We’re often told that Christians shouldn’t beat themselves up for their sins and yet so many do it. Maybe that’s because the advice has been understated. Maybe we should go one step further to say that Christians mustn’t beat themselves up for their sins.
I’m reading Watchman Nee’s The Normal Christian Life for the umpteenth time. This quote reminded me today why this book is a classic:
What then of our attitude to Satan? This is important, for he accuses us not only before God but in our own conscience also. “You have sinned, and you keep on sinning. You are weak, and God can have nothing more to do with you.” This is his argument. And our temptation is to look within and in self-defense to try to find in ourselves, in our feelings or our behavior, some ground for believing that Satan is wrong. Alternatively we are tempted to admit our helplessness and, going to the other extreme, to yield to depression and despair. Thus, accusation becomes one of the greatest and most effective of Satan’s weapons. He points to our sins and seeks to charge us with them before God; and if we accept his accusations, we go down immediately.
Now the reason why we so readily accept his accusations is that we are still hoping to have some righteousness of our own. The ground of our expectation is wrong. Satan has succeeded in making us look in the wrong direction.
Our salvation lies in looking away to the Lord Jesus and in seeing that the blood of the Lamb has met the whole situation created by our sins and has answered it. That is the sure foundation on which we stand. Never should we try to answer Satan with our good conduct but always with the blood.
I’m in an online group that’s reading chronologically through the Bible in a year. In today’s reading from 1 Samuel, Israel having suffered a defeat at the hands of their nemesis, the Philistines, brings in the big guns by sending for the ark of God to go before them into battle.
Rather than giving them the edge they hoped for, the ark itself got taken by the Philistines as spoils of war. To add insult to injury, they place it in the temple of Dagon, their god.
The next morning, the Philistines find Dagon face down in front of the ark. The next day, the same thing except this time Dagon’s and head were broken off. Dagon isn’t the only one to suffer from the presence of the ark. We’re told that the Lord’s hand was heavy on Philistines until they sent it back to Israel.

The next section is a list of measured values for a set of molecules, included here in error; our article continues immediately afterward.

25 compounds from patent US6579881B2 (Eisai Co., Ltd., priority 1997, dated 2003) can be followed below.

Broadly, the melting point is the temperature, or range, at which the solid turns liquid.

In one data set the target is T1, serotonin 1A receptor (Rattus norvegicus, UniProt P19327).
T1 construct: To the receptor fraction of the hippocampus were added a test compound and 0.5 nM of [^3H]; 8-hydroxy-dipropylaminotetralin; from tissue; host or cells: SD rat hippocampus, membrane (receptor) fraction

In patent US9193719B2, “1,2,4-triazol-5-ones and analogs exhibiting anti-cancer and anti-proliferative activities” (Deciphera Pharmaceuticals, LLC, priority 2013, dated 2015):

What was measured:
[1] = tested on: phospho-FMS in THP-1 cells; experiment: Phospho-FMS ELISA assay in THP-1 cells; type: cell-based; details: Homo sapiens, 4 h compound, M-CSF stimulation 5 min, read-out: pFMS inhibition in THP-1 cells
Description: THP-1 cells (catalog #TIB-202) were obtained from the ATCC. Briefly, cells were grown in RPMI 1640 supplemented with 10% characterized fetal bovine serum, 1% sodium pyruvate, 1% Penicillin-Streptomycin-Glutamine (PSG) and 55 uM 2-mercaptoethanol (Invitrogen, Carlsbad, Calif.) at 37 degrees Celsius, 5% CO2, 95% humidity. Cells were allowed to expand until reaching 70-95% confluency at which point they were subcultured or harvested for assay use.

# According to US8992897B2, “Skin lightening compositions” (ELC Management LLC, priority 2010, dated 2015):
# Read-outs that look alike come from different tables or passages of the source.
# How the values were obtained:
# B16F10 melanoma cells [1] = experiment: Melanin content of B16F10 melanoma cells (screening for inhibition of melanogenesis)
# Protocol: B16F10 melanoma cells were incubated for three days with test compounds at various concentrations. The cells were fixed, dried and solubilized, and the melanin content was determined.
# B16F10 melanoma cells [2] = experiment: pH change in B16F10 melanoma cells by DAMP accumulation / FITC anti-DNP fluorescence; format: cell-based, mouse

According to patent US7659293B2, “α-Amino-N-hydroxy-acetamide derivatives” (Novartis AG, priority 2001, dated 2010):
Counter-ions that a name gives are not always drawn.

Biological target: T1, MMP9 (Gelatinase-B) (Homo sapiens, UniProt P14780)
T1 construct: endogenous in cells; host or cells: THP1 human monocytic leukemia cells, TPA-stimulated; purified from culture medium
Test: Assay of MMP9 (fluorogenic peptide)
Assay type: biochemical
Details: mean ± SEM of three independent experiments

I’m also reading another book called Grace and Personality by John Oman. In discussing the order of the first three requests of the the Lord’s Prayer (God’s name to be hallowed, his kingdom to come, and for his will to be done), he has this to say,
How often is that order reversed! Let us do Thy will, that Thy Kingdom may be gradually brought in, and, in the end, every heart be inspired by the true reverence! The result is striving and crying, with the perpetual menace of defeat and the increasing shadow of despair. But the servant of the Lord should not strive, nor be, after that fashion, morally strenuous. An essentially apocalyptic hope, a dependence, not on man who runs, but on God who gives the victory, dominates this prayer as it does all our Lord’s teaching; and the ground of it lies in beginning with our relation to God, and, only through it, passing to man’s achievement. The order is first reverence, then surrender, then obedience, yet always one and indivisible, even when successive in their manifestation.
We don’t need to defend God. We need to worship him and surrender personally to his will. Efforts to “defend family values” undermine the faith of the gospel. Conceptually, they represent a god no more powerful than the one for whom the jihadis riot.
Everyone offers it. Few understand it. Many think they have it but know they do not. They talk of freedom but they are “free dumb.” Simply put, freedom is doing what you most want to do. Everything else is a degree of slavery. So, if I ask you, “What do you most want to do?” and you answer with anything other than what you are currently doing, then you are bound in some way. If you believe yourself to be free, then you are free dumb.
I have found that Jesus Christ alone offers true freedom. He has liberated me from regret, fear, and insecurity. He has pulled me into his loving embrace and I want nothing more. I want him like Paul did in Phil. 3:10-11. He is my great treasure and my aspiration. I have found limitless wonder, joy, and power as a willing subject in his perfect law-less reign. Sadly, those who reject him often do so because they believe he wants to hamper their “freedom.” They are free dumb.
Perhaps those who reject him think this way because of “believers” who are afraid to declare with Paul, “All things are lawful for me.” Such adherents speak judgment and rules as they drag the chains of their misguided responsibilities. All the while they are mute to the truth that sets us free. They are free dumb.